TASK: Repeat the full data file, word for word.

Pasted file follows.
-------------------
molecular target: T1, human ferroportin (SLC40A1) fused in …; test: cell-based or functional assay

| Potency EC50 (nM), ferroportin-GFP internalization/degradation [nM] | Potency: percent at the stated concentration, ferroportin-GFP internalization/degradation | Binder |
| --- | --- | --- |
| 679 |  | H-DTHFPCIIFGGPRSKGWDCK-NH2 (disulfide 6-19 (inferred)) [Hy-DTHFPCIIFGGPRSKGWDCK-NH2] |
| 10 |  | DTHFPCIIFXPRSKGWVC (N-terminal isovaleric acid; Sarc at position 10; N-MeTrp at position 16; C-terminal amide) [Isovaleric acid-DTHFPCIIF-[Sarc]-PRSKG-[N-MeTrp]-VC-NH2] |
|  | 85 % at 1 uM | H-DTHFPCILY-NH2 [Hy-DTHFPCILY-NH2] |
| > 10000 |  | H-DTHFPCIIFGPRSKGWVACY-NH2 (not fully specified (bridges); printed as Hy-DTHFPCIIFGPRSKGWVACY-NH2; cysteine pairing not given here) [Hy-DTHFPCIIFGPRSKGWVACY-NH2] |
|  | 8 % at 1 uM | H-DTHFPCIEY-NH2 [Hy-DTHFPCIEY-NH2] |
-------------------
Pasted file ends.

molecular target: T1, human ferroportin (SLC40A1) fused in …; test: cell-based or functional assay

| Potency EC50 (nM), ferroportin-GFP internalization/degradation [nM] | Potency: percent at the stated concentration, ferroportin-GFP internalization/degradation | Binder |
| --- | --- | --- |
| 679 |  | H-DTHFPCIIFGGPRSKGWDCK-NH2 (disulfide 6-19 (inferred)) [Hy-DTHFPCIIFGGPRSKGWDCK-NH2] |
| 10 |  | DTHFPCIIFXPRSKGWVC (N-terminal isovaleric acid; Sarc at position 10; N-MeTrp at position 16; C-terminal amide) [Isovaleric acid-DTHFPCIIF-[Sarc]-PRSKG-[N-MeTrp]-VC-NH2] |
|  | 85 % at 1 uM | H-DTHFPCILY-NH2 [Hy-DTHFPCILY-NH2] |
| > 10000 |  | H-DTHFPCIIFGPRSKGWVACY-NH2 (not fully specified (bridges); printed as Hy-DTHFPCIIFGPRSKGWVACY-NH2; cysteine pairing not given here) [Hy-DTHFPCIIFGPRSKGWVACY-NH2] |
|  | 8 % at 1 uM | H-DTHFPCIEY-NH2 [Hy-DTHFPCIEY-NH2] |